Johnson married Virginia Travis in Penton, Mississippi, in February 1929. He lost both his sixteen-year-old wife and baby in childbirth in April of 1930. He returned to Hazlehurst where he studied blues guitar under Ike Zinnerman. Zinnerman was evidently accomplished on the instrument, but he was never recorded. Not much is known of him other than that he was born in Grady, AL and that he told his wife that he learned guitar by practicing sitting on tombstones at night in the graveyard.
Also while in Hazlehurst, Johnson met Calletta "Callie" Craft, ten years his senior and mother of three small children. They were married at the Copiah County courthouse in May 1931. Once he thought he was ready to begin his life as a bluesman, he packed up Callie and the kids and traveled to the delta. Callie, however was not a strong, healthy woman. She became ill in Clarksdale and called for her family to come get her and take her back to Hazlehurst. Robert, evidently, had deserted her. Neither she nor her family ever saw Johnson again and Callie died a few years later.
Robert returned to Robinsonville where he encountered Willie Brown and Son House. He astounded the bluesmen with his improved abilities. Son House said, "When he finished all our mouths were standing open. I said, 'Well, ain't that fast! He's gone now!'" This quick, unexpected improvement of ability gave rise to the idea that he had made a pact with the devil, a myth that Johnson was quick to exploit.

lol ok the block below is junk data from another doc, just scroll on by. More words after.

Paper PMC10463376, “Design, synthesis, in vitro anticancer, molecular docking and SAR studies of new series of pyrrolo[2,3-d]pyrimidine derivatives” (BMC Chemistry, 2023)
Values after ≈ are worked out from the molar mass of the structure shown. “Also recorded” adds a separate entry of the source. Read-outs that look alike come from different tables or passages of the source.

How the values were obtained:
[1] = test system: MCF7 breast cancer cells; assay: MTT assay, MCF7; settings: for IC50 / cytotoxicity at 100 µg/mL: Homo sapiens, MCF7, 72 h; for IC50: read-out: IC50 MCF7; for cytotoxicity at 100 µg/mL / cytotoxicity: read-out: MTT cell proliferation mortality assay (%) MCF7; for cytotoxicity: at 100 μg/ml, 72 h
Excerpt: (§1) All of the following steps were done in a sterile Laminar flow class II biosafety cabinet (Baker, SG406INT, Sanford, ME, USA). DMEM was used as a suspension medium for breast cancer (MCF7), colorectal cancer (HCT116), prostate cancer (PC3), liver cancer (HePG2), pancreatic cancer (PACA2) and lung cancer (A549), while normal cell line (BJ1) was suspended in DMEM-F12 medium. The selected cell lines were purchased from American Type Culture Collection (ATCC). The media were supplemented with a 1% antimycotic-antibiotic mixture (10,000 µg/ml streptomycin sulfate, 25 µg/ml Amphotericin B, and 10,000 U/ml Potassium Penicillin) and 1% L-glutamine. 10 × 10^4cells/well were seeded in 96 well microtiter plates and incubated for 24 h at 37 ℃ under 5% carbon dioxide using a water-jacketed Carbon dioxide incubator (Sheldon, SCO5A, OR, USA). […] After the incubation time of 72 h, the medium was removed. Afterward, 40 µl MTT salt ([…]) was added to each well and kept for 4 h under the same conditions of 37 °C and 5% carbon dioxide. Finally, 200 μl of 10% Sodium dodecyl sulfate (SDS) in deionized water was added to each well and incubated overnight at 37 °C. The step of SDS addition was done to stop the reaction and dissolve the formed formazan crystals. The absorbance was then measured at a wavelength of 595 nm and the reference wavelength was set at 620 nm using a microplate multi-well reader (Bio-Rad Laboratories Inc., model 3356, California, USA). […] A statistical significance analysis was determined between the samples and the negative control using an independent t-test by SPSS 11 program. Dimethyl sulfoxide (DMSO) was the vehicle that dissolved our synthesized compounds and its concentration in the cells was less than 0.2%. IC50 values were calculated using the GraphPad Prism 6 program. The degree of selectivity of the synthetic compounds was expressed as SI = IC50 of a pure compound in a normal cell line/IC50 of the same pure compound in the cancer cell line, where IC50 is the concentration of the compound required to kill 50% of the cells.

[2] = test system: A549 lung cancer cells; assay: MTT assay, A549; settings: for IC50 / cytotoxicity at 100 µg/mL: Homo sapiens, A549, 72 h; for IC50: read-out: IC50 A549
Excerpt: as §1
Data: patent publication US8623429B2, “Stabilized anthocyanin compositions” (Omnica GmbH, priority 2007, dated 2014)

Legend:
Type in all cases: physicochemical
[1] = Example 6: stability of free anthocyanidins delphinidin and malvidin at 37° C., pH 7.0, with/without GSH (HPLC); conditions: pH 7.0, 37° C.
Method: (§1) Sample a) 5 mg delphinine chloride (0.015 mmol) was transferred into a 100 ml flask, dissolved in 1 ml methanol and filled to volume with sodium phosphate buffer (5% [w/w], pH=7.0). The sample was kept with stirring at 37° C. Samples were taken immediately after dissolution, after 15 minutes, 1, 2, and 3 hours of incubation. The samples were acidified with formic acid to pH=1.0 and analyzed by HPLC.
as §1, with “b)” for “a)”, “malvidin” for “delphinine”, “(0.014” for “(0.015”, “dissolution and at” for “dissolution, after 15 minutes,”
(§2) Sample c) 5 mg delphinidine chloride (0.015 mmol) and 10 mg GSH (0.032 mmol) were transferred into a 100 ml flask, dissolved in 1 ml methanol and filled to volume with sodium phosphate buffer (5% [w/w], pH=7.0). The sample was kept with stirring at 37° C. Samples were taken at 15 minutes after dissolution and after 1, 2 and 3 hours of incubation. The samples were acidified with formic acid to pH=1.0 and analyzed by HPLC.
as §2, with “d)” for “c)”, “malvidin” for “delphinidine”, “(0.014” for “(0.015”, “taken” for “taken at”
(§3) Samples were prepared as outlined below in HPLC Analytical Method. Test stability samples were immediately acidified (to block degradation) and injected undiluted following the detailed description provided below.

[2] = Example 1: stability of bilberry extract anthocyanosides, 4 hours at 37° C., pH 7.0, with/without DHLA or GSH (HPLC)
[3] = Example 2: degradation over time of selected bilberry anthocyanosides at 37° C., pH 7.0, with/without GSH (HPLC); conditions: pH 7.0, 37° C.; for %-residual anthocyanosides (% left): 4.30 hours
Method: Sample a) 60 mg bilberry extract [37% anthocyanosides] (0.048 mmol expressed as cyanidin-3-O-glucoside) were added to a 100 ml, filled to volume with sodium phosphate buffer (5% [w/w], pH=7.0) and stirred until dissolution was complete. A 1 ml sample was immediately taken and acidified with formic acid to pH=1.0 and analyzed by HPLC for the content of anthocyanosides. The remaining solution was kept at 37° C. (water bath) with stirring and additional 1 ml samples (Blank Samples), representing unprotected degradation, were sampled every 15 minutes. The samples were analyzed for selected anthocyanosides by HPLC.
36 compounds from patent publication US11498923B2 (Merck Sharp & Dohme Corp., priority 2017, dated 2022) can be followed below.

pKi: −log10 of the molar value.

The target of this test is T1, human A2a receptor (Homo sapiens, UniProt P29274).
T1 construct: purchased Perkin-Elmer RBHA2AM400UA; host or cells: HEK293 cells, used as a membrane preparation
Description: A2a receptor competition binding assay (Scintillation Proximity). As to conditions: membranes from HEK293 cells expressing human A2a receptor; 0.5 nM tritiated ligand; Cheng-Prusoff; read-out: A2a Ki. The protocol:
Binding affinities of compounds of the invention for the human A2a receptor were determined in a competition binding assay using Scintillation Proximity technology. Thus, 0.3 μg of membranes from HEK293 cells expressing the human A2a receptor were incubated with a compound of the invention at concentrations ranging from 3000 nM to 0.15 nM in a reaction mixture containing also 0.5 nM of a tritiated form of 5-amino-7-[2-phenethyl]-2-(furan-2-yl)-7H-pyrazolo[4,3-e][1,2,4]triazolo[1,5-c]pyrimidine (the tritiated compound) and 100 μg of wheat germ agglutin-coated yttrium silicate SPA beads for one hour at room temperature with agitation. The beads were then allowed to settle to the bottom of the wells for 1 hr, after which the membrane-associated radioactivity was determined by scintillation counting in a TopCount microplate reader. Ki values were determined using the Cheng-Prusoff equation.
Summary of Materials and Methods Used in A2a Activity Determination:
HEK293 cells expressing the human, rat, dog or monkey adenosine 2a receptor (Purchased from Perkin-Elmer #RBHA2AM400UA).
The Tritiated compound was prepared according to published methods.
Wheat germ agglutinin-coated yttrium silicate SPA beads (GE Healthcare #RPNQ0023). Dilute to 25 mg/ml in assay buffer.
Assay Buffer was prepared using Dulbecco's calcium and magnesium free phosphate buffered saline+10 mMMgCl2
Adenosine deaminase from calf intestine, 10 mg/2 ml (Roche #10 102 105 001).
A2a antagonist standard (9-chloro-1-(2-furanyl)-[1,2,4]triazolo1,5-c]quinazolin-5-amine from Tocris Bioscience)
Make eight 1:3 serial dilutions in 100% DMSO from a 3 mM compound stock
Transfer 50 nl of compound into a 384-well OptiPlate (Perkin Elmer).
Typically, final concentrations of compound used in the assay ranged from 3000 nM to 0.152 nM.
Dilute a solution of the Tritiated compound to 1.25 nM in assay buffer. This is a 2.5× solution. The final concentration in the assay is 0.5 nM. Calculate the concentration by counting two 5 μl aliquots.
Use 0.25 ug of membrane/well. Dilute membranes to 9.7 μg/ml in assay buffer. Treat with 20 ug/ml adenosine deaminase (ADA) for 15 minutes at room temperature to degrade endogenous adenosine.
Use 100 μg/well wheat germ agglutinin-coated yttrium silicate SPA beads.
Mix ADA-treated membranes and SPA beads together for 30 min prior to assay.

He spent some time in Helena, AR, a wide open gambling and drinking town and a hotbed of blues performers in those days. There he met most of the well-known bluesmen of the day and influenced most of them. He didn't stay in any one place for very long, however. It seems that traveling was an end unto itself for him. He was always ready to go anywhere.
By the mid-'30s, he had been a professional bluesman for quite a number of years. He contacted H.C. Spiers in Jackson, MS. Spiers had a record store and a small recording studio. He was also somewhat of a talent scout and quite a number of musicians had recorded for Paramount on his recommendation. He had just entered into an agreement with American Record Company, and after Johnson auditioned with him, he put him in touch with Ernie Oertle of that company. Oertle decided that Johnson would record in San Antonio. In November 1936, Johnson recorded a number of tunes, including "Terraplane Blues" which probably got the most radio play during his lifetime. He returned to record more tunes in June of 1937. In all, he recorded 29 tunes, some with more than one take.